At the time the game was already available in English on the Play store, so we could refer to the game itself for context. But not all of us had Android devices… This is when our localization platform proved very handy — we could directly ask the client to clarify the use and context of any string.
Some interesting and challenging strings from this project:
“Ssenkrad” — not all of us recognized right away that this weird name for an evil creature is actually nothing else but “darkness” spelled backward (“darknesS”).
“Joker” — this simple string was very tricky, was a perfect candidate for mistranslations, and took a long time and many messages with the client, but we got it right. “Joker” is a name of a character’s avatar that looks like a pair of glasses and represents a clown or comedian. The client decided to change it because this name didn’t reflect its graphic representation (a pair of glasses). It went through a number of alterations. First, it was changed to Groucho (a reference to Groucho Marx, a bespectacled comedian). But we advised the client that this reference would’ve been lost on most players and most definitely on Asian players. Our German translator suggested “Glasses” — it made sense consistency-wise, as a few other avatars had names of some accessories. Another candidate we had was “Charlie” (a reference to Charlie Chaplin). In the end, the client opted for “Glasses.”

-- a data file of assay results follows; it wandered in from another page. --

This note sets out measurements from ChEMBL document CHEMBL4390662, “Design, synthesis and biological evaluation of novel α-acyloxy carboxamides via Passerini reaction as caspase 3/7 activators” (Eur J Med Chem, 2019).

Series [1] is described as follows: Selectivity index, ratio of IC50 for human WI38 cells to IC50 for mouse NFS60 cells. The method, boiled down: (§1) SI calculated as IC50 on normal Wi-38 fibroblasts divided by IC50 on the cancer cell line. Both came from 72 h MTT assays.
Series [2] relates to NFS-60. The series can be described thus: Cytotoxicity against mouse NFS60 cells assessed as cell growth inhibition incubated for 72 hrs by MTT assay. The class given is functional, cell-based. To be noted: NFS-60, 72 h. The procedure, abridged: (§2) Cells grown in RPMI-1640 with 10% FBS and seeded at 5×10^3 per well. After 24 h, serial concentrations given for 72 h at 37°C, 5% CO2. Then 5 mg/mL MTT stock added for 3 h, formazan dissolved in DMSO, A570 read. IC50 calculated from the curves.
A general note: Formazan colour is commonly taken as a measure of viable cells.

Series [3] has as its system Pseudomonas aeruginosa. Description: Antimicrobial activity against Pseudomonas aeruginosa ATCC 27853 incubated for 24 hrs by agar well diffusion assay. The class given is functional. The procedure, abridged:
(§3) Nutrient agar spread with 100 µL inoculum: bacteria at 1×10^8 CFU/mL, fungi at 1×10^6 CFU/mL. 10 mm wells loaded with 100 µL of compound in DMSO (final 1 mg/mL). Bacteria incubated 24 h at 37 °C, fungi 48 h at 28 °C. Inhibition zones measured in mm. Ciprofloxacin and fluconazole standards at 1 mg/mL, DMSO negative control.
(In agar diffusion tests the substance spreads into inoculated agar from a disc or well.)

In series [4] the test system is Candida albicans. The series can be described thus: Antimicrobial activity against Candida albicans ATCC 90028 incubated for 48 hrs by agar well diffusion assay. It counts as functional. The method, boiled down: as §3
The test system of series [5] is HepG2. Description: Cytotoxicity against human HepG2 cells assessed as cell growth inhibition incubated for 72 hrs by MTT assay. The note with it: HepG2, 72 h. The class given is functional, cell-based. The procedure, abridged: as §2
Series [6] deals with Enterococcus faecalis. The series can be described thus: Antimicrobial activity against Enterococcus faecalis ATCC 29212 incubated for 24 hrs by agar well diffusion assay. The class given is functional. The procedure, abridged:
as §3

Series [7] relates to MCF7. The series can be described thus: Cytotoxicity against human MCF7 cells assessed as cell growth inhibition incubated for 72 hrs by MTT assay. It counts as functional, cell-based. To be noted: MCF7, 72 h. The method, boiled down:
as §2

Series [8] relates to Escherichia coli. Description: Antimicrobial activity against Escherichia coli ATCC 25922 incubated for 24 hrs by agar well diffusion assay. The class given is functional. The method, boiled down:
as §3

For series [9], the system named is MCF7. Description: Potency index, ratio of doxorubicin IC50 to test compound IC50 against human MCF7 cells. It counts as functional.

And sarcastic messages the player gets after repetitive failed attempts at passing an obstacle were a classic translator’s challenge. Some example:
“I think you should stick to spinning the wheel!”
“Too bad you can’t skip this”
“Is it really you or your cat trying to scratch the screen? Kitty?”
“Tilted yet?” (a reference to an old title of the game — Tilted)
By Artem Nedrya, the project lead